SCOM: The Data Access service is either not running or not yet initialized.

Microsoft.EnterpriseManagement.Common.ServiceNotRunningException: The Data Access service is either not running or not yet initialized. Check the event log for more information. —> System.ServiceModel.EndpointNotFoundException: Could not connect to net.tcp://scom01.XXXXX.net:5724/DispatcherService. The connection attempt lasted for a time span of 00:00:02.0029072. TCP error code 10061: No connection could be made because the target machine actively refused it XX.XX.1.10:5724.  —> System.Net.Sockets.SocketException: No connection could be made because the target machine actively refused it

 

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So, I got an error today on my SCOM lab. It seems some service are failing on start-up. Its been a long while since I touched SCOM and right now I wanted to “get back in the horse” since I will be doing a lot of monitoring for a new project. Might as well go back to System Center.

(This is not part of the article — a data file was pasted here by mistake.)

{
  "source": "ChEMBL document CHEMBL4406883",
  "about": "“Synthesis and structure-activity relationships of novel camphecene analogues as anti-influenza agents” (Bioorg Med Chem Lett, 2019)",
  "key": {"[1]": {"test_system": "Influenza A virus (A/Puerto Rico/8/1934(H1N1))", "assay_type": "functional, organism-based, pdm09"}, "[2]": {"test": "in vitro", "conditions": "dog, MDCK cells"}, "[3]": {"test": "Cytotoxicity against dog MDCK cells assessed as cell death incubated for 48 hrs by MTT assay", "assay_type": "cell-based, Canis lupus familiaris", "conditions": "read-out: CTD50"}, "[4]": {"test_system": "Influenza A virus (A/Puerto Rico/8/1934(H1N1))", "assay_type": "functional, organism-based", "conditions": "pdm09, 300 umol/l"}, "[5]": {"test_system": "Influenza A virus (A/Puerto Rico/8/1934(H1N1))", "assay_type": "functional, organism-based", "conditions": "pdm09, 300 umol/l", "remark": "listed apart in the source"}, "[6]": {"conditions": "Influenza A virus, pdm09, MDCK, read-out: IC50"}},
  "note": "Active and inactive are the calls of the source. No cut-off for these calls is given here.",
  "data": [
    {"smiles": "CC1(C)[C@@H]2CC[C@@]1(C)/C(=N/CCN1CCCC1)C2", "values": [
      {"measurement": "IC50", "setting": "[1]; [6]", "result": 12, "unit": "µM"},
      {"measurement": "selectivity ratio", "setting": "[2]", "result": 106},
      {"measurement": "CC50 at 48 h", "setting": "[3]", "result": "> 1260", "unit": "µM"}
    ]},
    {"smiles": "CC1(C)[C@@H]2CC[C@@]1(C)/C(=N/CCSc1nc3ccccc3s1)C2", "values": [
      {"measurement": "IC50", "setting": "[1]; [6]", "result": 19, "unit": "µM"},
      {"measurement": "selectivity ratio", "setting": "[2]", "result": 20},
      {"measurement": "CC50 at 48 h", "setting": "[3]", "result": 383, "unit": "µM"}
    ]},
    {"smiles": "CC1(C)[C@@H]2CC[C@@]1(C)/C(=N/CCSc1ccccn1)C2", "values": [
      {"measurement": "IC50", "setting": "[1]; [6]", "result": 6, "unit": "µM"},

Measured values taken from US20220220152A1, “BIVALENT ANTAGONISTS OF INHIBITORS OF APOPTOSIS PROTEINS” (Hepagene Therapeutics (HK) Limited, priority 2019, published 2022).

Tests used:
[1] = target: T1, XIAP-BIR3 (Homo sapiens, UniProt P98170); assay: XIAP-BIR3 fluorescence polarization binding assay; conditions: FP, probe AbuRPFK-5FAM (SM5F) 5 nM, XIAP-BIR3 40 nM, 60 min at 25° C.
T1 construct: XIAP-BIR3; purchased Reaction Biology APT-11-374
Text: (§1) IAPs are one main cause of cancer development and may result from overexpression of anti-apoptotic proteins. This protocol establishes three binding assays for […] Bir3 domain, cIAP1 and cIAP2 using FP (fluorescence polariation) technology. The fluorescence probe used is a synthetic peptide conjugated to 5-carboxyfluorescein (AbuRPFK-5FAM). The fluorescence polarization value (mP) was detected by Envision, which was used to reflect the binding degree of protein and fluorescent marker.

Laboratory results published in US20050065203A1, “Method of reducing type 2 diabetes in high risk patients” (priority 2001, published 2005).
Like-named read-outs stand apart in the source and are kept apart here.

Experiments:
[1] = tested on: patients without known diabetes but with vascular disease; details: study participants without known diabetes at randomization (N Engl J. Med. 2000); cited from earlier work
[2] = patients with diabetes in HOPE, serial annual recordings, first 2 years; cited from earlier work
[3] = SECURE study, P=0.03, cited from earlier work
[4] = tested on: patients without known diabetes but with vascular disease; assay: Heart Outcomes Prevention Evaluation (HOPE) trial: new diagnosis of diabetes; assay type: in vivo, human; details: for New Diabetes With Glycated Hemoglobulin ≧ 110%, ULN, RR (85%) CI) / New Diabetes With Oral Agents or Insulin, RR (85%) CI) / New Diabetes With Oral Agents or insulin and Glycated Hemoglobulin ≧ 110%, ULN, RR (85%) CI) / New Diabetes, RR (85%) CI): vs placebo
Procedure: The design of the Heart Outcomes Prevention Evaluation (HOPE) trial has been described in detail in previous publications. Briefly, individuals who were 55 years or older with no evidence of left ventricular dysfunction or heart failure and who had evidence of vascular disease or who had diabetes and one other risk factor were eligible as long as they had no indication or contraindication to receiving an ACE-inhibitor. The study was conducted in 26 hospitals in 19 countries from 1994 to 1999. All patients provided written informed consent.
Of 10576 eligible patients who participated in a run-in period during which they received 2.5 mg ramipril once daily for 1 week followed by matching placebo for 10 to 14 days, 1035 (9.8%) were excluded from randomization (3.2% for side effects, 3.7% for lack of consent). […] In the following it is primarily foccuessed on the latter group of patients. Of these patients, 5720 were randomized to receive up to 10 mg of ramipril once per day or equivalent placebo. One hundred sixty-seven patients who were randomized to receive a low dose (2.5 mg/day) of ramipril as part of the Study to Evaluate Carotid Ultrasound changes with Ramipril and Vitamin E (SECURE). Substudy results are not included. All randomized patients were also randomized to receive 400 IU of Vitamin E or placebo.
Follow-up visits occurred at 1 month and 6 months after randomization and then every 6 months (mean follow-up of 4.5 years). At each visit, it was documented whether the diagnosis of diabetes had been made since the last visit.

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This time its fairly easy, error says the connection “Actively refused”. Basically as a developer myself, I am just going to say that the endpoint is down or is in faulted state.

I checked IIS if SCOM uses any WCF endpoint and it struck me, its TCP. Duh. Maybe its a self hosted WCF service and is running as a “Service”. Low and behold, there are a couple System Center services that are not running but its on “automatic” which is weird.

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Started both service and viola! I can go back to my console.

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Now back to my lab. Cheers!

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Philippines Community Leaders Meetup with Microsoft MVP’s

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So I had a chance to attend this meetup hosted at Fairmont hotel last December 6.

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Got to meet new faces and met some older (much older) ones. Its an exciting time to work with these fellow leaders, especially on the OSS community here in the Philippines.

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So thanks to Microsoft PH DX and our South East Asia Lead for inviting us and meeting us also in the event. Hope you guys can fly back here and see you guys soon!

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Side by Side comparison of Windows Server 2016 Installation Memory Utilization (Hyper-V)